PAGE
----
Giant Seltzer Bottle?



Travel to Yellowstone National Park in Wyoming just to see Old Faithful and you'll surely be disappointed.

There's nothing wrong with the famous geyser that shoots 204-degree water 130 feet in the air on a famously predictable schedule. It's just that there are so many other must-see sights within Yellowstone and its grand old neighbor, Grand Teton.

Here are the ups and downs of a trip to the two parks: Most summertime visitors to Yellowstone look down at bubbling pools of boiling water, while Grand Teton entices tourists to gaze up at glacial mountains.

A great way to appreciate the view in Grand Teton is a float ride on the Snake River. Think of it as rafting for those who don't crave the thrills of white water.

As your guide does the work of navigating the raft on a two-hour float, enjoy mountain views, sightings of bald eagles and herons, and glimpses of some high-priced vacation homes. Definitely call ahead to reserve a spot with one of the many tour outfitters in the area, and if your guide claims "it's my first trip," don't believe it — he probably avoids the gym by rowing two or three trips a day.

Arrive at the Jenny Lake Visitor Center before 10 a.m. or after 3 p.m. to snag a parking spot. A quick boat ride across the lake –with a possible view of moose along the shore — will bring you to the start of the half-mile trail to Hidden Falls. Buy a roundtrip ticket for the ride or stretch out with a 2.5-mile hike back along the lakeshore.

There are all manner of accommodations in the area, from basic campsites to chain motels in nearby towns to the $600-a-night luxury of Jenny Lake Lodge (breakfast and five-course dinner included, of course).

Signal Lake Lodge represents a pleasant middle ground with lakeside rooms, a choice of two restaurants and friendly staff at a convenient location. The dining room may try a little too hard to project elegance at dinner (salmon in phyllo with cream cheese), but definitely try the oatmeal at breakfast.

And don't be surprised to see deer munching the foliage just outside your door in the morning.

Heading north from Grand Teton toward Yellowstone? It's worth a stop at Jackson Lake Lodge. It's hardly intimate, but the Mural Room offers a buffet with a spectacular view until 9:30 a.m. on weekdays. The Pioneer Grill, with its soda-fountain decor and family-friendly prices, is another good option.

The main roads in Yellowstone form a figure-eight, and spending one day on each loop will cover at least the main attractions while passing through widely varied terrain.

If you've seen one geyser, you have definitely not seen them all. They come in all shapes and sizes and, most strikingly, a rainbow of colors that vary with the minerals in the water.

Hundreds of people line up to see Old Faithful erupt like a giant seltzer bottle every 92 minutes, but it's easy to escape the crowds. Simply follow the boardwalk loop to inspect dozens of bubbling pools and rock sediment formations.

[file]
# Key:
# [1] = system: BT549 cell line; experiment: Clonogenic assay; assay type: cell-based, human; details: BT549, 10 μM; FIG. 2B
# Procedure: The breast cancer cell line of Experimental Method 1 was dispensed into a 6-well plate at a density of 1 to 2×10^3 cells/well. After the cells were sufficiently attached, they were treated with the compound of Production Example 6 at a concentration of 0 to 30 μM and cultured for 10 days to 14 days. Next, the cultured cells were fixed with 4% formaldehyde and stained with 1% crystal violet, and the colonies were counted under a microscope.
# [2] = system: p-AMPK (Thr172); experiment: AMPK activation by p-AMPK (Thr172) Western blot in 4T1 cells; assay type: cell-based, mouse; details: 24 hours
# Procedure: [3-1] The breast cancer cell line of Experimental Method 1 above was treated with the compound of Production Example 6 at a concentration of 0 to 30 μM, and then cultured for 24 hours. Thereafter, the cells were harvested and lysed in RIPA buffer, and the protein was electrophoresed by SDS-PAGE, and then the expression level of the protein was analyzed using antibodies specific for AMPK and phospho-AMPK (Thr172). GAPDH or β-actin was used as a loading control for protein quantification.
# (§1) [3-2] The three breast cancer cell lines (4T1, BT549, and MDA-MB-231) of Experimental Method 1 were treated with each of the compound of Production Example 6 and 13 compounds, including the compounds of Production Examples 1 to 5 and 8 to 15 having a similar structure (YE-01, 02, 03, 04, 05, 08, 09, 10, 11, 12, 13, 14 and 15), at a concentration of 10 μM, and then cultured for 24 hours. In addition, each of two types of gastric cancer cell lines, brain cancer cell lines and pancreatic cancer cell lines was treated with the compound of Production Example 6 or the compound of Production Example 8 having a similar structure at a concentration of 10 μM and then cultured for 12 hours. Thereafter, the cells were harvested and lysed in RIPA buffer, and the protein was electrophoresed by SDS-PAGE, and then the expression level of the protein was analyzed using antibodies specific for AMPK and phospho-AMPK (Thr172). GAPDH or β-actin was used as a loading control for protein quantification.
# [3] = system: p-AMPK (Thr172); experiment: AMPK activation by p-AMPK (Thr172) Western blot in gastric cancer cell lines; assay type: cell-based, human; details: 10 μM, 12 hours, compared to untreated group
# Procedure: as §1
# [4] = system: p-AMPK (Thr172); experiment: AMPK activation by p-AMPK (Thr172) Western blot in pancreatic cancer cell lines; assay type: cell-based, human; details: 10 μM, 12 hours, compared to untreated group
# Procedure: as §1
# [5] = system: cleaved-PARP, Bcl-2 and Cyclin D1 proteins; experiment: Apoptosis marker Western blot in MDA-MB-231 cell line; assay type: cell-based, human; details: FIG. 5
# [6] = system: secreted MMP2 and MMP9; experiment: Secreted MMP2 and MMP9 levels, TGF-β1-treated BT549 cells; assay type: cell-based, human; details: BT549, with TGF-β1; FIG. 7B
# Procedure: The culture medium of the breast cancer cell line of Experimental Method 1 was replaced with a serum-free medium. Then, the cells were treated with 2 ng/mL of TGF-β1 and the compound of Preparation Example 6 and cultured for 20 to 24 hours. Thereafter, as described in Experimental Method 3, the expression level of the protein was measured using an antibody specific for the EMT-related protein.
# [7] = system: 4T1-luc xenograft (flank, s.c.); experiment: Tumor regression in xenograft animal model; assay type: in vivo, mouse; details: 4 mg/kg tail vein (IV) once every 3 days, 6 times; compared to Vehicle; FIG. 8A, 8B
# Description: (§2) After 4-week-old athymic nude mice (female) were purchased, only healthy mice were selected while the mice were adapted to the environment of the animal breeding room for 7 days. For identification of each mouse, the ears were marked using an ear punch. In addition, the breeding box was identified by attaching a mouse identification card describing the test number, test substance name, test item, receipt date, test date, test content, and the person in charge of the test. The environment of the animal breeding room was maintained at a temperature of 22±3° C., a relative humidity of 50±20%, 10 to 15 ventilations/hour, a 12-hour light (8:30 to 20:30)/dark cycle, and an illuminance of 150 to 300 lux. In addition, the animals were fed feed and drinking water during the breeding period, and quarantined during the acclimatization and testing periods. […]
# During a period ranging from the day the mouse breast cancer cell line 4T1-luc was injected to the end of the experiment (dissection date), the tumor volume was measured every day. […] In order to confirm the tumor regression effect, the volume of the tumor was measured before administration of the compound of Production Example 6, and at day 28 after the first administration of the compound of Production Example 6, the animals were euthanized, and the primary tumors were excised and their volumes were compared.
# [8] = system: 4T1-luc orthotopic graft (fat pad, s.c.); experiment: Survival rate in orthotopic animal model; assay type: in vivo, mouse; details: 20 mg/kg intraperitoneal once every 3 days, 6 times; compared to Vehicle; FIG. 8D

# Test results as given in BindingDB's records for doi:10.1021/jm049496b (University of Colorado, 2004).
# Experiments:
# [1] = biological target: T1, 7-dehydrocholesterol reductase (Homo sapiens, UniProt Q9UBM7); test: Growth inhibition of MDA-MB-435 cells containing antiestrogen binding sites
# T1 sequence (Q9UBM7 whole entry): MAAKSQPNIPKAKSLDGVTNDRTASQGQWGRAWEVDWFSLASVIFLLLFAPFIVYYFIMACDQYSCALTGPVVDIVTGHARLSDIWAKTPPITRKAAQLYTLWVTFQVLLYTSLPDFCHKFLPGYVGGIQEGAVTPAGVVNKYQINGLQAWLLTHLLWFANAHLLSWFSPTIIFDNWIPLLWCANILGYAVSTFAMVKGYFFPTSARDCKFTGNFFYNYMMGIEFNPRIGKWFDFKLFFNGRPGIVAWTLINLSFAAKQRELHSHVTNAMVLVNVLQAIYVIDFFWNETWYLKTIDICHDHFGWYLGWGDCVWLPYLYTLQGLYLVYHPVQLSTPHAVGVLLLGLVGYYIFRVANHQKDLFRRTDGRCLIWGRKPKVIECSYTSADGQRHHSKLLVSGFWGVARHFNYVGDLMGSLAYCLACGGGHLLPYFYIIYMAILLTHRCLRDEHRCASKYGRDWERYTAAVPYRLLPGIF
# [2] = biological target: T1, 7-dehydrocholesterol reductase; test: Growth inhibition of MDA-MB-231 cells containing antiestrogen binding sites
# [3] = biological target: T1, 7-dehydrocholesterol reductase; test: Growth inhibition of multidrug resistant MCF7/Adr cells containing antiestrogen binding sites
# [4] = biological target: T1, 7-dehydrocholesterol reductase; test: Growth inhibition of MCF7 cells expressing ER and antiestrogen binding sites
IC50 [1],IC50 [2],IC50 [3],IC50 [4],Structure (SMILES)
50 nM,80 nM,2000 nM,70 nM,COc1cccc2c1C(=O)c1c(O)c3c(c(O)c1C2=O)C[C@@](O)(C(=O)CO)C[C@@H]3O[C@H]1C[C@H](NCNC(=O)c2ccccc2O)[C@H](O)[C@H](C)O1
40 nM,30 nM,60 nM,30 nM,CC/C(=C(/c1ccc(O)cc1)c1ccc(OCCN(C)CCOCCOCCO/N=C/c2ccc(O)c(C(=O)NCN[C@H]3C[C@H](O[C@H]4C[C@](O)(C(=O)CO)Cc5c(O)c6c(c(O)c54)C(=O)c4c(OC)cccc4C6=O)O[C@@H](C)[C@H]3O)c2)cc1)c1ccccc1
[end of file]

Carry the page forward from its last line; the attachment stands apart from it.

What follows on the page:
Numerous other geyser collections appear throughout the park. The prize for most colors goes to the aptly named "Artists Paintpots," where small pools of rust, blue and gold are a guaranteed draw for cameras.

Nearby Norris Geyser Basin is the hottest basin in Yellowstone, with stark terrain. Tempted to jump in? Most of the steaming pots are much too hot, but Firehole Canyon offers one of only two places to swim in warm Yellowstone water.

A few miles from the famous stone arch at the northern entrance lies Marathon Hot Springs, which seeps down steep travertine slopes. Along the eastern side of the park, the many lookouts of the Grand Canyon of Yellowstone present an entirely different scene.

This split in the rocks is a mere dent compared to Arizona's Grand Canyon, but the rapidly flowing bright green water of the Yellowstone River framed by steep cliffs is impressive in its own right.

Yellowstone also boasts varied accommodations, including the grand Old Faithful Lodge and the Lake Lodge.

The town of Jackson lies just south of Grand Teton. Known for celebrity sightings and nearby winter skiing at Jackson Hole, the wooden sidewalks in town are well-trod by summer tourists.

Looking for a quiet time for dinner? Try 6 p.m., when most visitors head through the elk-antler arches of the town square to check out the nightly re-enactment of an Old West shootout.

Of course, other meals are available, such as at the Jackson Hole Jewish Community, possibly the only, if not one of the few, temples to offer an "Oneg on Ice," featuring skating and hot cocoa after Shabbat services, led by Rabbi Andy Feig.

Western-themed arts-and-crafts galleries are plentiful, along with the obligatory T-shirt shops.

Restaurant choices abound. From the casual Bunnery (best for fresh-baked goods at breakfast) to the Gun Barrel — if you're game for tasting some of the wildlife you've seen crossing the road.

Head 10 miles west to Wilson and enjoy fresh local trout prepared at least six different ways at Nora's Fishcreek Inn.

Just down the road is the Stagecoach bar, where strangers are welcome for the Sunday dance. It's a great place to try out your new cowboy boots before riding out of town.

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